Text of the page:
Justice Antonin Scalia sat for a revealing interview with New York Magazine that is being variously described as "weird," "bizarro" and proof that Scalia is a terrible man.
A lot of what Scalia has to say won't come as a surprise to anyone who has followed his career or read his opinions. He thinks that not every stupid law is unconstitutional. He believes the Constitution should be interpreted according to its original meaning. He's adamant that he was right not to sit out a case involving his duck-hunting buddy Dick Cheney.
The surprises come when he veers off jurisprudence. He's a fan of "Seinfeld" (especially the "Soup Nazi" episode). He is repelled by gratuitous nudity and F-bombs in popular culture. He's bemused by social media -- "What kind of a narcissistic society is it that people want to put out there, 'This is my life, and this is what I did yesterday' "? Oh, and he likes the new pope: "He's the Vicar of Christ. He's the chief. I don't run down the pope."
Nothing weird or bizarro about any of that. Nor is it odd that a devout Roman Catholic would believe in the existence of the devil. As Scalia puts it to his incredulous interviewer: "Hey, c'mon, that's standard Catholic doctrine! Every Catholic believes that." (Maybe not every Catholic, but certainly Pope Francis, who wrote: "I believe that the devil exists" and "his greatest achievement in these times has been to make us believe he doesn't exist.")
So was there anything weird in Scalia's comments?
Two things. One wasn't a surprise: Scalia is almost willfully clueless about gays. Asked about the sea change in public attitudes about homosexuality, Scalia volunteers that "I have friends that I know, or very much suspect, are homosexual. Everybody does." That wouldn't be an unusual response in, say, 1960 or even 1980. But in 2013? Not surprisingly, when asked if any of his gay friends had come out to him, Scalia says: "No. No. Not that I know of."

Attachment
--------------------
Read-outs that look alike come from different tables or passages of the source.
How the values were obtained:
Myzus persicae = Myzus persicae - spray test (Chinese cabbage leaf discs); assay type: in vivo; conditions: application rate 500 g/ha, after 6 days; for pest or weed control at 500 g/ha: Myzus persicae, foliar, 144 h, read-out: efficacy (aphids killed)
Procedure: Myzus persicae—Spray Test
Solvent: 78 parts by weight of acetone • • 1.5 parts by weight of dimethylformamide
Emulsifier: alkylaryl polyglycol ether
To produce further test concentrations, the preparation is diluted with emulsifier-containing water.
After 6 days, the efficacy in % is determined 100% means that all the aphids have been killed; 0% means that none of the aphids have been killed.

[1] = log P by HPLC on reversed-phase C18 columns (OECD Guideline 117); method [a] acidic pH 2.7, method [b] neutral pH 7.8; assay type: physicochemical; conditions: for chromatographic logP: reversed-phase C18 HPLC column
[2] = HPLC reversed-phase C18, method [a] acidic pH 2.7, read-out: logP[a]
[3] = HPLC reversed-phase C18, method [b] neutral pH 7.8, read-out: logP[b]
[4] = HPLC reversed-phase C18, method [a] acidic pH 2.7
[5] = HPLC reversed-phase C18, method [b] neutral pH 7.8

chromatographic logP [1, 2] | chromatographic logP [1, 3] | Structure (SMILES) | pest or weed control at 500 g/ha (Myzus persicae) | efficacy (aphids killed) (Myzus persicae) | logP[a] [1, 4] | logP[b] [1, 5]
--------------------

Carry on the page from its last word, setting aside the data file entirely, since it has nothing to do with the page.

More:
Then there's Scalia's disclosure about his tastes in news media: "We just get the Wall Street Journal and the Washington Times. We used to get the Washington Post, but it just ... went too far for me. I couldn't handle it anymore.... It was the treatment of almost any conservative issue. It was slanted and often nasty. And, you know, why should I get upset every morning?" Scalia also said he didn't read the New York Times.
This truly surprised me. Elsewhere in the interview, Scalia explains how stimulated he was by dissenting opinions from his liberal former colleague John Paul Stevens. He also confesses to hiring some law clerks "whose predispositions are quite the opposite of mine — who are social liberals rather than social conservatives. That kind of clerk will always be looking for the chinks in my armor, for the mistakes I've made in my opinion."
So why refuse to lay eyes on the Washington Post?
Maybe his liberal clerk should buy him a subscription.